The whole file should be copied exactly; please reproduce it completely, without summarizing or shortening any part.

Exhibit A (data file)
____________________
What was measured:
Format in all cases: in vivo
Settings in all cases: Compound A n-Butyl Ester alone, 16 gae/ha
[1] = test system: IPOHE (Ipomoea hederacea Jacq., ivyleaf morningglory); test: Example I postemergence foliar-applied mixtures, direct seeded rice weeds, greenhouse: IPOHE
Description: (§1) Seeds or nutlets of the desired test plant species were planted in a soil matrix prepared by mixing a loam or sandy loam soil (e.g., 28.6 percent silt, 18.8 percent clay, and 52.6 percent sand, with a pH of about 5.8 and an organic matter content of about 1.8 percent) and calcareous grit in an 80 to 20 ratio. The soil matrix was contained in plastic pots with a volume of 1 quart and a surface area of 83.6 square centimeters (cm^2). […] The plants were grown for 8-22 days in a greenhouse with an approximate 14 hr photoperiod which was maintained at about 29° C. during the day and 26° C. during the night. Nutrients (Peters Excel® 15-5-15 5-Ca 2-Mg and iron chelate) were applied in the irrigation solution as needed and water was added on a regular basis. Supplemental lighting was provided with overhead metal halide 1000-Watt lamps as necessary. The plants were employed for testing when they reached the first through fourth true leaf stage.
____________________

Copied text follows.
What was measured:
Format in all cases: in vivo
Settings in all cases: Compound A n-Butyl Ester alone, 16 gae/ha
[1] = test system: IPOHE (Ipomoea hederacea Jacq., ivyleaf morningglory); test: Example I postemergence foliar-applied mixtures, direct seeded rice weeds, greenhouse: IPOHE
Description: (§1) Seeds or nutlets of the desired test plant species were planted in a soil matrix prepared by mixing a loam or sandy loam soil (e.g., 28.6 percent silt, 18.8 percent clay, and 52.6 percent sand, with a pH of about 5.8 and an organic matter content of about 1.8 percent) and calcareous grit in an 80 to 20 ratio. The soil matrix was contained in plastic pots with a volume of 1 quart and a surface area of 83.6 square centimeters (cm^2). […] The plants were grown for 8-22 days in a greenhouse with an approximate 14 hr photoperiod which was maintained at about 29° C. during the day and 26° C. during the night. Nutrients (Peters Excel® 15-5-15 5-Ca 2-Mg and iron chelate) were applied in the irrigation solution as needed and water was added on a regular basis. Supplemental lighting was provided with overhead metal halide 1000-Watt lamps as necessary. The plants were employed for testing when they reached the first through fourth true leaf stage.